The narrow strand of barrier islands known as North Carolina’s Outer Banks stretches for more than 90 miles along the coast from Virginia’s border down through Ocracoke and Portsmouth islands. Bordered by bodies of brackish water on the west (known as “sounds”) and by the Atlantic Ocean on the east, these fragile islands are accessible by plane, boat, or by driving over one of only two bridges that provide links to the mainland. At the narrowest points, the islands are less than a half-mail wide, and in some areas, they extend out more than 20 miles east of the North Carolina mainland. Despite the apparent inaccessibility, the Outer Banks has historically been an alluring destination. Although today’s year-round population barely tops 46,000 people, the area draws nearly 250,000 people each week during the height of the summer season. A must while visiting the Outer Banks is the Cape Hatteras National Seashore.

Top 20 North Carolina Beaches

Located in the historic Cape Fear Region on the border of North and South Carolina, The USS North Carolina lies minutes from Wilmington and the beautiful Southeastern North Carolina beaches and northern South Carolina Beaches such as the ever-popular Myrtle Beach, SC. Millions of visitors come to our area each year for outdoor splendor and cultural enrichment.

USS North Carolina Documentary

Piedmont

Discover Lake Norman, the largest man-made lake in the state and enjoy swimming, boating and camping. Fish populations here are among the best in North Carolina. Enjoy beautiful views of Lake Norman as you hike more than six miles of nature trails.

Guilford Courthouse National Military Park, located in Greensboro, NC. The battle fought here on March 15, 1781, was the largest, most hotly-contested action of the Revolutionary War’s climatic Southern Campaign. The serious loss of British manpower suffered at Guilford Courthouse foreshadowed final American victory at Yorktown, seven months later.

North Carolina is known for its decades of furniture design and manufacturing. Over 60% of all furniture manufactured in the U.S. is made within a 200 mile radius of central North Carolina. Each year thousands of visitors tour the numerous discount stores, galleries, and home furnishings centers.

The N.C. Transportation Museum at Historic Spencer Shops is located on the site of what was once Southern Railway Company’s largest steam locomotive servicing facility. Begun in 1896 at a point roughly halfway between Washington and Atlanta, Spencer Shops and the town of Spencer, N.C., were both named for Samuel Spencer, the first President of Southern Railway. It now houses examples of a variety of forms of transportation, including an antique automobile exhibit, and a 120,000 square foot locomotive roundhouse that has recently undergone a major restoration.

The only Confederate Prison that was located in North Carolina was in the historic town of Salisbury. The prison was established on November 2, 1861. In this jail 11,000 Union prisoners died. Photos, maps, and diagrams teach a horrible chapter of North Carolina’s Civil War history. Salisbury is also the home of the state veterans hospital and the birth place of Libby Dole, wife of Senator Bob Dole.

Piedmont Region Tourism

Mountains

Congress established the Great Smoky Mountains National Park on 15 Jun 1934, and turned its stewardship to the National Park Service. Land acquisition continued and on 02 Sep 1940, President Franklin Delano Roosevelt officially dedicated the park. Great Smoky Mountain National Park has over 4,000 species of plants that grow there. A walk from mountain base to peak compares with traveling 1,250 miles north. Several resident plants and animals live only in the Smokies. It also has a rich cultural history. From the Cherokee Indians, to the Scotch-Irish settlers, this land was home to a variety of cultures and people. There are 9,000,000 visits per year. The National Park Service must balance the needs of the land with the desires of the people both today and for the future. The United States’ National Park Service is proud to steward this world renowned site.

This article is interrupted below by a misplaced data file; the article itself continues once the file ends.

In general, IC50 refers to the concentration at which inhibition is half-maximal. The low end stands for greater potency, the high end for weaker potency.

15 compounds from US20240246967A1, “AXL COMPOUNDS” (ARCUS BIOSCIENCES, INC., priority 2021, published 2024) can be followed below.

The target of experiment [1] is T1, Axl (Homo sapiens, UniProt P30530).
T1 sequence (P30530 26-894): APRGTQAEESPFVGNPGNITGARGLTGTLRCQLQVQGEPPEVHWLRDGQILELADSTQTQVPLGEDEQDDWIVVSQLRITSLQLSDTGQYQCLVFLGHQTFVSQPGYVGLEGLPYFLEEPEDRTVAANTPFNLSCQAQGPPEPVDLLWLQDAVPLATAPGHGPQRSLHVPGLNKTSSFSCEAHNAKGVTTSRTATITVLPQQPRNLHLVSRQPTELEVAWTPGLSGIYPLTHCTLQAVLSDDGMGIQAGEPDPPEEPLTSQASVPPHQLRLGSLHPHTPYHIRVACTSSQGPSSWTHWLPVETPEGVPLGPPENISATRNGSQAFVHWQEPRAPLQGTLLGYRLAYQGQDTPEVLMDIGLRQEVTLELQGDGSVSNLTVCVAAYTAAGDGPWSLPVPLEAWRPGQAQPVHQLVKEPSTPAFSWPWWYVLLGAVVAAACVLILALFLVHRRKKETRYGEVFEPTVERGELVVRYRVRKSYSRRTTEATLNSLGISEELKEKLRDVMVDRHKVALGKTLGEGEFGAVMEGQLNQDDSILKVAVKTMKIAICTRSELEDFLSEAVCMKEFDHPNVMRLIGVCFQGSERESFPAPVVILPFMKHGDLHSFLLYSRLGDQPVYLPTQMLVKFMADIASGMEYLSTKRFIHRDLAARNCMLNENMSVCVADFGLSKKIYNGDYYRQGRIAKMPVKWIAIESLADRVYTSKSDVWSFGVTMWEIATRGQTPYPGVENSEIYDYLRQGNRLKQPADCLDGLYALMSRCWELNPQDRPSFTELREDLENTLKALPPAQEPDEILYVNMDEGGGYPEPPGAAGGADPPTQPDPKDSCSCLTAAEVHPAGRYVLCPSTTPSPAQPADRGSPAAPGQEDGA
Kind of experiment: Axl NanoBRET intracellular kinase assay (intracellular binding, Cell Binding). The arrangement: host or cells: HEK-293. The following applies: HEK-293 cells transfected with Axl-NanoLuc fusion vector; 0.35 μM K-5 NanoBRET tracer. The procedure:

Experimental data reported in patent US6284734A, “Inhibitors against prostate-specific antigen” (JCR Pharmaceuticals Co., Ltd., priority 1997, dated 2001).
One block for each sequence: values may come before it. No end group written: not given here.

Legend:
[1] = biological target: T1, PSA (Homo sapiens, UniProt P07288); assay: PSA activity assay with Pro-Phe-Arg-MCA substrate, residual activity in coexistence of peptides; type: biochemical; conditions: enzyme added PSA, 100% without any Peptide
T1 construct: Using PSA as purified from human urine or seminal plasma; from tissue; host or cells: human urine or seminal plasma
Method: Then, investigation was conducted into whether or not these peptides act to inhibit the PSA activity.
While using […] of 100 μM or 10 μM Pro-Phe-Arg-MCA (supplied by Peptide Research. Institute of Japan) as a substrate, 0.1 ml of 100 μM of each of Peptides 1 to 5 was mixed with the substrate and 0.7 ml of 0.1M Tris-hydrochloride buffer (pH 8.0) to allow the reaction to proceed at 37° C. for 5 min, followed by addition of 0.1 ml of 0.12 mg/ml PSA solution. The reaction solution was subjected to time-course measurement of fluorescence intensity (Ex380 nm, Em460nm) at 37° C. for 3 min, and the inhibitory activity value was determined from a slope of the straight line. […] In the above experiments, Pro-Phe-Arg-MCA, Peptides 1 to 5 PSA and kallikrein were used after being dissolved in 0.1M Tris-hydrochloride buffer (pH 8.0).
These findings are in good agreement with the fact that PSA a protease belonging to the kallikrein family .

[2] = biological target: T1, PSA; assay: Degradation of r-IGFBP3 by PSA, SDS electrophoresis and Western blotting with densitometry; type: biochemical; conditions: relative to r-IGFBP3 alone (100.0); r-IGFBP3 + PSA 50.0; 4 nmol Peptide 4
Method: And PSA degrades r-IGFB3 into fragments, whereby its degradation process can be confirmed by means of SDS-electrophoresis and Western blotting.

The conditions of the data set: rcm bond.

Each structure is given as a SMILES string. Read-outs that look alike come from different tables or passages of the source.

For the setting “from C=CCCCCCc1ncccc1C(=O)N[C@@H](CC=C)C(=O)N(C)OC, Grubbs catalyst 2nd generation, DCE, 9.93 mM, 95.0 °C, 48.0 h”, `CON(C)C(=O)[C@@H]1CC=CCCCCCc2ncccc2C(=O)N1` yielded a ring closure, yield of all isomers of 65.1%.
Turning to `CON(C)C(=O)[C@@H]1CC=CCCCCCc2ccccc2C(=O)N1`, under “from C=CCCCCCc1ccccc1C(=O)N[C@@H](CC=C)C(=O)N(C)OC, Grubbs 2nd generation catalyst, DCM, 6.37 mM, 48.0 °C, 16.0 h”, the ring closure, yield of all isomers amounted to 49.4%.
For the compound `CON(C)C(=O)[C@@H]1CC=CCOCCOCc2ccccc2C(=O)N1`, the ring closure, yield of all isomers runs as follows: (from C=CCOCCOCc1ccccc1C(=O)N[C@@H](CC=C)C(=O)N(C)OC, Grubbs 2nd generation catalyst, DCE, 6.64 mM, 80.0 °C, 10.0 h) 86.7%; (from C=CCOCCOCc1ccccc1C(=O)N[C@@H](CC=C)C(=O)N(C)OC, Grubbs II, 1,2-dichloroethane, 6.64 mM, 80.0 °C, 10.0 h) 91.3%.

Great Smoky Mountains Documentary

Carl Sandburg, nationally renowned poet, biographer, folk singer, and lecturer moved to North Carolina in 1945 and lived there until his death 22 years later. The Carl Sandburg Home is a beautiful, 264 acre national park.

The Blue Ridge Parkway is a 469 mile recreational motor road that protects the cultural and natural features of the Blue Ridge while connecting Shenandoah and Great Smoky Mountains National Parks. Designed as a “scenic drive”, the Parkway provides both stunning scenery and close-up looks at the natural and cultural history of the mountains.

Nestled among the pines and dogwoods of the Blue Ridge Parkway, yet only a few miles from I-40 and downtown Asheville, the Folk Art Center is the flagship facility of the Southern Highland Craft Guild. The Folk Art Center showcases the finest in traditional and contemporary crafts of the Southern Appalachians.

Growing up in Asheville Documentary

At Mount Mitchell State Park explore miles of hiking trails and reward yourself with breathtaking views of the Blue Ridge Mountains. Ascend the highest peak east of the Mississippi, rising to 6,684 feet and watch the world take on a new perspective from the observation tower. Visit the museum and learn about the natural and cultural history of North Carolina’s first state park.

Canoe more than 26 miles of the South Fork of the New River, one of the oldest rivers in the world. The waterway is designated as a National Wild and Scenic River and American Heritage River. Embark upon this gentle river from any of three access points for fishing, picnicking and inspiring mountain scenery in the New River State Park.

Asheville, NC, is home to George Washington Vanderbilt’s estate, the largest house in the US. The Biltmore House and Gardens is open to visitors 363 days per year. Biltmore vineyards produce some of the finest wines North Carolina has to offer.

Biltmore House & Gardens Tour